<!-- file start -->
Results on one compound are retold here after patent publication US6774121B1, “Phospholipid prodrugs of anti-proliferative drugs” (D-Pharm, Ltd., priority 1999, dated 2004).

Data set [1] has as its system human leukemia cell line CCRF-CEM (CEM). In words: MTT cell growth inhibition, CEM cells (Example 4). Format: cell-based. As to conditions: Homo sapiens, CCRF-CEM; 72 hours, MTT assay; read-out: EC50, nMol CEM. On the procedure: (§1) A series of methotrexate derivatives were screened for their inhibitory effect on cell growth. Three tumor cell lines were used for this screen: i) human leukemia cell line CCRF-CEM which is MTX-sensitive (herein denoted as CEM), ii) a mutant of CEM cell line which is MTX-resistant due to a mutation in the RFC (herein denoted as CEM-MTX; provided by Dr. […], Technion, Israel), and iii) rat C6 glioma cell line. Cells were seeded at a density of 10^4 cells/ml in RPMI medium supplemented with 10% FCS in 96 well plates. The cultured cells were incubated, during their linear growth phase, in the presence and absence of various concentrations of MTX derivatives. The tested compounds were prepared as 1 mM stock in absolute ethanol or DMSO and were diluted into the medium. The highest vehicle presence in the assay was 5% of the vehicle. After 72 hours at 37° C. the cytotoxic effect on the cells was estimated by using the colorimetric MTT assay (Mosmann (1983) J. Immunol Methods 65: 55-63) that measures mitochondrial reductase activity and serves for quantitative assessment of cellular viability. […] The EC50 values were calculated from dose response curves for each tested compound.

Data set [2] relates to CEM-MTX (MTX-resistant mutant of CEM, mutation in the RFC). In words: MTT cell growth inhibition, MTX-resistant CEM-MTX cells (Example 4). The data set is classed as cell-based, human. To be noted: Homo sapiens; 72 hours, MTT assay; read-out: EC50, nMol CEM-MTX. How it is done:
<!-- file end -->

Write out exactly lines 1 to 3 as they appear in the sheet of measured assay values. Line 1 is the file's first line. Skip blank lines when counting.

Results on one compound are retold here after patent publication US6774121B1, “Phospholipid prodrugs of anti-proliferative drugs” (D-Pharm, Ltd., priority 1999, dated 2004).

Data set [1] has as its system human leukemia cell line CCRF-CEM (CEM). In words: MTT cell growth inhibition, CEM cells (Example 4). Format: cell-based. As to conditions: Homo sapiens, CCRF-CEM; 72 hours, MTT assay; read-out: EC50, nMol CEM. On the procedure: (§1) A series of methotrexate derivatives were screened for their inhibitory effect on cell growth. Three tumor cell lines were used for this screen: i) human leukemia cell line CCRF-CEM which is MTX-sensitive (herein denoted as CEM), ii) a mutant of CEM cell line which is MTX-resistant due to a mutation in the RFC (herein denoted as CEM-MTX; provided by Dr. […], Technion, Israel), and iii) rat C6 glioma cell line. Cells were seeded at a density of 10^4 cells/ml in RPMI medium supplemented with 10% FCS in 96 well plates. The cultured cells were incubated, during their linear growth phase, in the presence and absence of various concentrations of MTX derivatives. The tested compounds were prepared as 1 mM stock in absolute ethanol or DMSO and were diluted into the medium. The highest vehicle presence in the assay was 5% of the vehicle. After 72 hours at 37° C. the cytotoxic effect on the cells was estimated by using the colorimetric MTT assay (Mosmann (1983) J. Immunol Methods 65: 55-63) that measures mitochondrial reductase activity and serves for quantitative assessment of cellular viability. […] The EC50 values were calculated from dose response curves for each tested compound.

Data set [2] relates to CEM-MTX (MTX-resistant mutant of CEM, mutation in the RFC). In words: MTT cell growth inhibition, MTX-resistant CEM-MTX cells (Example 4). The data set is classed as cell-based, human. To be noted: Homo sapiens; 72 hours, MTT assay; read-out: EC50, nMol CEM-MTX. How it is done: